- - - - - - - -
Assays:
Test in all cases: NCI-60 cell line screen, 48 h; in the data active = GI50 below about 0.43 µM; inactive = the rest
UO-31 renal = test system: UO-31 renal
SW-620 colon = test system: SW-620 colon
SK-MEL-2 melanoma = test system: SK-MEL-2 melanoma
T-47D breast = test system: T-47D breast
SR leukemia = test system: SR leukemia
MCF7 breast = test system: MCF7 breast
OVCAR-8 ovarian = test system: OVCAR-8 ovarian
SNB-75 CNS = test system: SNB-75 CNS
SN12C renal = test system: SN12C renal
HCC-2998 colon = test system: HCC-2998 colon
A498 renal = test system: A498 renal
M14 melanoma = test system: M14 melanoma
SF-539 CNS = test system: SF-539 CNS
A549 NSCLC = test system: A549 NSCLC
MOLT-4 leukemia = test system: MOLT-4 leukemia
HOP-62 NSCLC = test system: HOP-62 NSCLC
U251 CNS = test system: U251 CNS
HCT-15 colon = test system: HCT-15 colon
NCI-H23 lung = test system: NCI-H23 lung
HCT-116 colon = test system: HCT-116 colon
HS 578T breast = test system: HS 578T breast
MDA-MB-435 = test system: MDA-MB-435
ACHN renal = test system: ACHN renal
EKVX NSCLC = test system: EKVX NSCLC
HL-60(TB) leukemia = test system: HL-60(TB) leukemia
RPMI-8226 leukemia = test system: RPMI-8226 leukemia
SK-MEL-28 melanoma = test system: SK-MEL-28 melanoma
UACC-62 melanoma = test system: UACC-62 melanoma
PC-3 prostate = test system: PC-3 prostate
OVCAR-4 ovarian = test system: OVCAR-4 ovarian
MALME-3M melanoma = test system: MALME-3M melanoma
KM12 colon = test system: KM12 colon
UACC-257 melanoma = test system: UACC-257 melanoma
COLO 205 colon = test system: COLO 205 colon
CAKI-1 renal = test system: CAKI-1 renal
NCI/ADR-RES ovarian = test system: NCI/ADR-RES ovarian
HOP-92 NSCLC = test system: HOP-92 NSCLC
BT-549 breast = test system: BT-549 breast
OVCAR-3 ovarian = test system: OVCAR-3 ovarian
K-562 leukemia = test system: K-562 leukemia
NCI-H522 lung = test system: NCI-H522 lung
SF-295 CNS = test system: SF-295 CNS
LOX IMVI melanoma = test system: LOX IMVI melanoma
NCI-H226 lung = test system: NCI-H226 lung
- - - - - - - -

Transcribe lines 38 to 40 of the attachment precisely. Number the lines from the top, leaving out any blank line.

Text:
NCI/ADR-RES ovarian = test system: NCI/ADR-RES ovarian
HOP-92 NSCLC = test system: HOP-92 NSCLC
BT-549 breast = test system: BT-549 breast